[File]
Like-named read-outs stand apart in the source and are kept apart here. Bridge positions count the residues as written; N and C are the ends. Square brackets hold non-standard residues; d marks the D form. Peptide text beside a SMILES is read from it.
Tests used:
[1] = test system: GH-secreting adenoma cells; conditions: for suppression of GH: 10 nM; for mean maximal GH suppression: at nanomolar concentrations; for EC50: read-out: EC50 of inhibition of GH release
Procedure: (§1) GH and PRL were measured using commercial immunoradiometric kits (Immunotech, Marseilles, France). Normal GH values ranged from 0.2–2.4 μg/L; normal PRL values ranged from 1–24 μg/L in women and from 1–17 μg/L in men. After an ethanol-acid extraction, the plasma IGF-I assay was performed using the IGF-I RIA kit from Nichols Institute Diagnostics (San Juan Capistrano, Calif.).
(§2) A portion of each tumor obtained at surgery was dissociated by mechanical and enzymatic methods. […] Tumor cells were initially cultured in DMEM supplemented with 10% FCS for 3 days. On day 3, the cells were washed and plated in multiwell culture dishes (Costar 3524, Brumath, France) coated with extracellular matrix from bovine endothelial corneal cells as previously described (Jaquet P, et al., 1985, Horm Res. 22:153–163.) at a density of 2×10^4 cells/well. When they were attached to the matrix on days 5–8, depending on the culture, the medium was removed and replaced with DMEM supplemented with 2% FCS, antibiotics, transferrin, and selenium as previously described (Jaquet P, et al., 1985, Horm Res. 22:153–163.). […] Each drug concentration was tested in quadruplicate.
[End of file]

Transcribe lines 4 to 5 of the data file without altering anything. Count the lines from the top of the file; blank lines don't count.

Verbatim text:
Procedure: (§1) GH and PRL were measured using commercial immunoradiometric kits (Immunotech, Marseilles, France). Normal GH values ranged from 0.2–2.4 μg/L; normal PRL values ranged from 1–24 μg/L in women and from 1–17 μg/L in men. After an ethanol-acid extraction, the plasma IGF-I assay was performed using the IGF-I RIA kit from Nichols Institute Diagnostics (San Juan Capistrano, Calif.).
(§2) A portion of each tumor obtained at surgery was dissociated by mechanical and enzymatic methods. […] Tumor cells were initially cultured in DMEM supplemented with 10% FCS for 3 days. On day 3, the cells were washed and plated in multiwell culture dishes (Costar 3524, Brumath, France) coated with extracellular matrix from bovine endothelial corneal cells as previously described (Jaquet P, et al., 1985, Horm Res. 22:153–163.) at a density of 2×10^4 cells/well. When they were attached to the matrix on days 5–8, depending on the culture, the medium was removed and replaced with DMEM supplemented with 2% FCS, antibiotics, transferrin, and selenium as previously described (Jaquet P, et al., 1985, Horm Res. 22:153–163.). […] Each drug concentration was tested in quadruplicate.